Dmitri Shostakovich was the victim of several critical attacks by the Stalinist government. In his memoirs he describes how most public figures kept a packed suitcase by the door, in case they were arrested in the middle of the night. Some doubt the authenticity of those smuggled memoirs, but whoever wrote them, they give a fascinating picture of life in that oppressive regime. Shostakovich’s fifteen symphonies and fifteen string quartets are considered some of the greatest music composed in the twentieth century, rich in emotional expressiveness and inner meaning.

In the String Quartet No. 6, Op. 101, he presents a sunny outlook in a combination of standard and modern scales and harmonies. In the first movement (Allegretto), listen for the first subject, based on a rising three-note motive that returns not only in the development and recapitulation, but in other movements as well. The second theme has a rising-then-falling contour. The standard G major harmonic accompaniment is occasionally interrupted by dissonant clashes. The Allegretto ends with a harmonious cadence that is repeated verbatim at the end of each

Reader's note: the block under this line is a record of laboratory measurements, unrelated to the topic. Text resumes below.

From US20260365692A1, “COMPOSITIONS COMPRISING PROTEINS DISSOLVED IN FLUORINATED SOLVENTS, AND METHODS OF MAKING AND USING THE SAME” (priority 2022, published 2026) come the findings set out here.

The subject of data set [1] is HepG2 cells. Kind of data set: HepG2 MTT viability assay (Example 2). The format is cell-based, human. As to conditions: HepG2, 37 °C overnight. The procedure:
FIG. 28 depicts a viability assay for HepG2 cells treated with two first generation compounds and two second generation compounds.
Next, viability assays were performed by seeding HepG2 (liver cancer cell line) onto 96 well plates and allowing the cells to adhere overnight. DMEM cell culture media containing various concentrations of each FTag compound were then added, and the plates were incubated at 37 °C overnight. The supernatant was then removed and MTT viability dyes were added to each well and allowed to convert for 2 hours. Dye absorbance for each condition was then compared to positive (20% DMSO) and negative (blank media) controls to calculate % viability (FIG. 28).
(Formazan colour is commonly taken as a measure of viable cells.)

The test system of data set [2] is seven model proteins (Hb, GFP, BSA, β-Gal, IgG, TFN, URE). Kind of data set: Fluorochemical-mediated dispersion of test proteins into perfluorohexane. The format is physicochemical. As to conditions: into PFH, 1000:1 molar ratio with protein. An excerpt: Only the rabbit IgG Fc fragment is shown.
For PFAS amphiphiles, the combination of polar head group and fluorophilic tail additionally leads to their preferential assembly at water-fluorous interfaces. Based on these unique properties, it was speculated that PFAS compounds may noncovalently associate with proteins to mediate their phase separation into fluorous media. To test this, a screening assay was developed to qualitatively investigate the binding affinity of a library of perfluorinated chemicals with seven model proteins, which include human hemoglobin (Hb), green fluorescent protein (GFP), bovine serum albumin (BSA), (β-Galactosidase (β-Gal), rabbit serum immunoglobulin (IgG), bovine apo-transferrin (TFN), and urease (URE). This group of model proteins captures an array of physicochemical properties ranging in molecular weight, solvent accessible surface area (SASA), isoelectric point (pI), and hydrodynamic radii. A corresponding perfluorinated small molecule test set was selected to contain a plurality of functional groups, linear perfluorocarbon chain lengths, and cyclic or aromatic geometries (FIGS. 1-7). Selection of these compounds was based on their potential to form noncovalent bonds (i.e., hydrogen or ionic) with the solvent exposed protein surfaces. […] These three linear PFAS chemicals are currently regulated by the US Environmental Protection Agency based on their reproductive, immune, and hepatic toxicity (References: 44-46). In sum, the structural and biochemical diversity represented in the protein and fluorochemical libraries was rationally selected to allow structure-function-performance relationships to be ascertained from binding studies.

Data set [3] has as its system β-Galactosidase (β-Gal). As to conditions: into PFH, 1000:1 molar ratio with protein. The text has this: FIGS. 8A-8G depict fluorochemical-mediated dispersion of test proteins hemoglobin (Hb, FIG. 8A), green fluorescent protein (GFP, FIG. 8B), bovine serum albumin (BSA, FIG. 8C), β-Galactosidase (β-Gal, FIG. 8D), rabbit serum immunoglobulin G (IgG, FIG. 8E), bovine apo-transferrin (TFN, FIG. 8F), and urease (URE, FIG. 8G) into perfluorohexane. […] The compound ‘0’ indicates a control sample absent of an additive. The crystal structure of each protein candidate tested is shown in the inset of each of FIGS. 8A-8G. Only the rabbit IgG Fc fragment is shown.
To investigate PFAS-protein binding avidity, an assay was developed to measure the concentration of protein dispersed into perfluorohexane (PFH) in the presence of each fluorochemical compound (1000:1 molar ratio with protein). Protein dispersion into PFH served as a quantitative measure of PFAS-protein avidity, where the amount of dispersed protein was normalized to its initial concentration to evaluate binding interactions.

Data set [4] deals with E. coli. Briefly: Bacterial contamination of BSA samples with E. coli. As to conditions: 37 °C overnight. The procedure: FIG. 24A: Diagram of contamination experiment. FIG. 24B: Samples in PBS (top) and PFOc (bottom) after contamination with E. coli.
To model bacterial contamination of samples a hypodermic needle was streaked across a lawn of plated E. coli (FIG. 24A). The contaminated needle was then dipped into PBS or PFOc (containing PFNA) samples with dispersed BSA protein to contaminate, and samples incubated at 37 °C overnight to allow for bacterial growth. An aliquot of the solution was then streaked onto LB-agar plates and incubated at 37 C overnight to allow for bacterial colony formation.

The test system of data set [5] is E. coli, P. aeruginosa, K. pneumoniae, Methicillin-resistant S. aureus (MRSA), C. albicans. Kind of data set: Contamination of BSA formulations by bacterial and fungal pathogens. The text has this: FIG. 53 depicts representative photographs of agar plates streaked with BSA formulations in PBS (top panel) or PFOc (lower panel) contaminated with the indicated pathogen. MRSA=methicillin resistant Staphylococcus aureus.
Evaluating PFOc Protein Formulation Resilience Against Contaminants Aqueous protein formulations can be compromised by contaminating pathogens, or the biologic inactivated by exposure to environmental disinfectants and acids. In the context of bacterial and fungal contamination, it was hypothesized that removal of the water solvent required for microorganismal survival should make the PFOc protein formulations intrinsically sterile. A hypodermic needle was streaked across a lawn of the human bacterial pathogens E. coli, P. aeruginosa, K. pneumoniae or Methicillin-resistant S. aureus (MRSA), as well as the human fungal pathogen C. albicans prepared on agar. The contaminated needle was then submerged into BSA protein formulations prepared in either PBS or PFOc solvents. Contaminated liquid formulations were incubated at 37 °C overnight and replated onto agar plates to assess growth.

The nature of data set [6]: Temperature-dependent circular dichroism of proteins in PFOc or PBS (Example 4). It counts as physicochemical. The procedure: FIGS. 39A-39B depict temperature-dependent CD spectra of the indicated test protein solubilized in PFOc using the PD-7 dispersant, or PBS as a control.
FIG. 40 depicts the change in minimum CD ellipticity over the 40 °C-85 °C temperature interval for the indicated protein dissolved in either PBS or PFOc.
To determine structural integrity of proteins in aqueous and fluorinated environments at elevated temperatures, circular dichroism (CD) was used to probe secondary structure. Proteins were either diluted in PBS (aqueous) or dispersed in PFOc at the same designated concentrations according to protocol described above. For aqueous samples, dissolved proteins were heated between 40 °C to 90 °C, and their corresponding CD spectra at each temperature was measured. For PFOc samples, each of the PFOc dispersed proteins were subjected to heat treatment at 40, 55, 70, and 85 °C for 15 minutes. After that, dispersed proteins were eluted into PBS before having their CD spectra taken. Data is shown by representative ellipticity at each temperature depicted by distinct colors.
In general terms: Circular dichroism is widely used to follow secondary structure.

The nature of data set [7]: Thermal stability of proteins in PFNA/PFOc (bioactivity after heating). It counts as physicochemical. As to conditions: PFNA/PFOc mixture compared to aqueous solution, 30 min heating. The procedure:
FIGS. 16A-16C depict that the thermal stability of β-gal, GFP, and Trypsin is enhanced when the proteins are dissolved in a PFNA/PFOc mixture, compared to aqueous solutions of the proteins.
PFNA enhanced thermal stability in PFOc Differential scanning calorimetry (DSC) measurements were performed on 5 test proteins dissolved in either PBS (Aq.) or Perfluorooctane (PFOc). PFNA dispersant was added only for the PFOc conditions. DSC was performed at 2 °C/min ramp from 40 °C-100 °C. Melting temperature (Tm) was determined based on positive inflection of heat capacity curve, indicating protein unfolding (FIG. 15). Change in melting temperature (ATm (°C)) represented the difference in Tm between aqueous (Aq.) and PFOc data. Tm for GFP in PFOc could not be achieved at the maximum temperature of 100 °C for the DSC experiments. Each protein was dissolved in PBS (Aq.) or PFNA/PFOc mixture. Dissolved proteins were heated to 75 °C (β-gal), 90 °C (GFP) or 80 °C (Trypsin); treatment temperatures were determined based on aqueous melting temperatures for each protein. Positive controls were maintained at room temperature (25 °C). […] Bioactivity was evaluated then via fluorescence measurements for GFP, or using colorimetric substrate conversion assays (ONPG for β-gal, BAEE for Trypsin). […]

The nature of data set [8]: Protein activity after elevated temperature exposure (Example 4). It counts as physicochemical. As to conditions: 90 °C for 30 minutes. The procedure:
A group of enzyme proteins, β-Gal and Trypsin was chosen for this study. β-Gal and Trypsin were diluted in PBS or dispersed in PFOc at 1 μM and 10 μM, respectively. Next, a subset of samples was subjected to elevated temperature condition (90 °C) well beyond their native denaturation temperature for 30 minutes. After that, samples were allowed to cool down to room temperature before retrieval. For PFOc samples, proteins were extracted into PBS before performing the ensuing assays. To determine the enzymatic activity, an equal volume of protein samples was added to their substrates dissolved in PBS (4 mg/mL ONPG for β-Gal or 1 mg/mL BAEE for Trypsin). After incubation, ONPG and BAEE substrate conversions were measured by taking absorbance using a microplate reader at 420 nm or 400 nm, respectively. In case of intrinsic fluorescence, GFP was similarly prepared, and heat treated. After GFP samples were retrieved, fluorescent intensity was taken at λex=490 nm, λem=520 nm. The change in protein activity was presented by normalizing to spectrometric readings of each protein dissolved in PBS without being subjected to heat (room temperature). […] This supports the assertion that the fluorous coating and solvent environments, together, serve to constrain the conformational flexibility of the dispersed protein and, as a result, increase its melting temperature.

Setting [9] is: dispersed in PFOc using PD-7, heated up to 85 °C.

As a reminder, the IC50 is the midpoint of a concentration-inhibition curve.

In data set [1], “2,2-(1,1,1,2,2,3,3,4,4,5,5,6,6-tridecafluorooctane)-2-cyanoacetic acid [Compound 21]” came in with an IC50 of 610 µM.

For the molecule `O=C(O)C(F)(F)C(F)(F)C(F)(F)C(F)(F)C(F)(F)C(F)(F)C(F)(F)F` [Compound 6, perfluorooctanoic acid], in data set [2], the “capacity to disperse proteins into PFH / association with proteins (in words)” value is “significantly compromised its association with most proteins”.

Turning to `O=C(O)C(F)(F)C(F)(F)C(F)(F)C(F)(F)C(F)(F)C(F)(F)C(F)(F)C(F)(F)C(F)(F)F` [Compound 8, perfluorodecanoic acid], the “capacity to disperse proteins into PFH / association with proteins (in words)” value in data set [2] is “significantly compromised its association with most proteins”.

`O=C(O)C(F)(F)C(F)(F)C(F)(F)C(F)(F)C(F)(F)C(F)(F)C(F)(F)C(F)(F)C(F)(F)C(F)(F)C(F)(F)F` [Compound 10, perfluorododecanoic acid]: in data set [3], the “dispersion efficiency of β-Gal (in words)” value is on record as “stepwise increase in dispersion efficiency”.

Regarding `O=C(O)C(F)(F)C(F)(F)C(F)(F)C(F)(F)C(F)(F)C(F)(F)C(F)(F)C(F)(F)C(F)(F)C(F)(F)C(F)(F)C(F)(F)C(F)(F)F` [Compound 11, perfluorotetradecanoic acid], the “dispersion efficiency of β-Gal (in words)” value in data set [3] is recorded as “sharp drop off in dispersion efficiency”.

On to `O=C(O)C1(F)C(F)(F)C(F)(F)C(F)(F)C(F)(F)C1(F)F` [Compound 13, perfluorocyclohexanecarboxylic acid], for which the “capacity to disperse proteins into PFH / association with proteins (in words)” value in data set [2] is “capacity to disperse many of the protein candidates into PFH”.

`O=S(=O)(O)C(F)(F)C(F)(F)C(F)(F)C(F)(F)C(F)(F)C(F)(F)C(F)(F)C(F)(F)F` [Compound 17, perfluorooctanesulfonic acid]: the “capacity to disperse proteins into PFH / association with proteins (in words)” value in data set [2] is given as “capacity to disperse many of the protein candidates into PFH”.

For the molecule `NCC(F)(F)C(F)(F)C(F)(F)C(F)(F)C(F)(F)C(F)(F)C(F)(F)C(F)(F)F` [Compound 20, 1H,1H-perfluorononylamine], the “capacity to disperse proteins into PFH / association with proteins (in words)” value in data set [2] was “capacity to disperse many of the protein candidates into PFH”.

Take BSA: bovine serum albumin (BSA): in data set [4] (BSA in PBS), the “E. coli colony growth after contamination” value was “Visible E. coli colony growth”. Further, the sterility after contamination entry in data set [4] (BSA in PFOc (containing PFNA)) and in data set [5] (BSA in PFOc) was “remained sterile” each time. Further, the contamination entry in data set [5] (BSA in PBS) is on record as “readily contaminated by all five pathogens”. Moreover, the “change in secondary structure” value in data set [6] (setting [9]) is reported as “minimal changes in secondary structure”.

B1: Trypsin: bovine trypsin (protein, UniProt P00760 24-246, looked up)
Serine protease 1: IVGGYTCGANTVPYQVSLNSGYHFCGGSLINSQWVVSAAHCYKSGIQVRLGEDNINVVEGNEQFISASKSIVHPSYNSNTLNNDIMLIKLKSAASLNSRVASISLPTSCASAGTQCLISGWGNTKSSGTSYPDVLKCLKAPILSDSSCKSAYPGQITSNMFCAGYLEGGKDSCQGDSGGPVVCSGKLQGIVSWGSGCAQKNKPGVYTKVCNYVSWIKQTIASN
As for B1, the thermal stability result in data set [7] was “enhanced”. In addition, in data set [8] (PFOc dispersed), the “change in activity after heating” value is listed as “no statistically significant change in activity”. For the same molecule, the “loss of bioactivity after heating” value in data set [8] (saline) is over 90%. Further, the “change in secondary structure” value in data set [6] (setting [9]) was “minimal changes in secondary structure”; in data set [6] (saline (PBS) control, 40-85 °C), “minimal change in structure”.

Shostakovich said that his teacher, Alexander Glazunov, told him, “Everything must be attractive in the scherzo, and, most important, unexpected.” Here the scherzo (Moderato con moto) has a carefree, dance-like feeling. It is full of unusual textures such as solos, duets, and pizzicato (plucked) accompaniments.

The Lento is a passacaglia—a form of theme and variations in which the melody is always in the bass part. A mournful Russian folk ballad joins the bass, and when the third part enters, the music begins to take on fugue-like qualities. Later variations are more chromatic and dissonant. When the final cadence—the same one used in each previous movement—arrives, it shocks us back into tonal reality.

That cadence is used as a springboard into the last movement, which starts without a pause. The Allegretto uses the rising three-note motive of the first movement as the seed from which both themes grow. We feel centered in the expected major key, and then the music veers off into uncharted regions, only to return from time to time to reestablish itself in G major, until we finally land on the familiar ground of that sweet cadence, already familiar from the first three movements.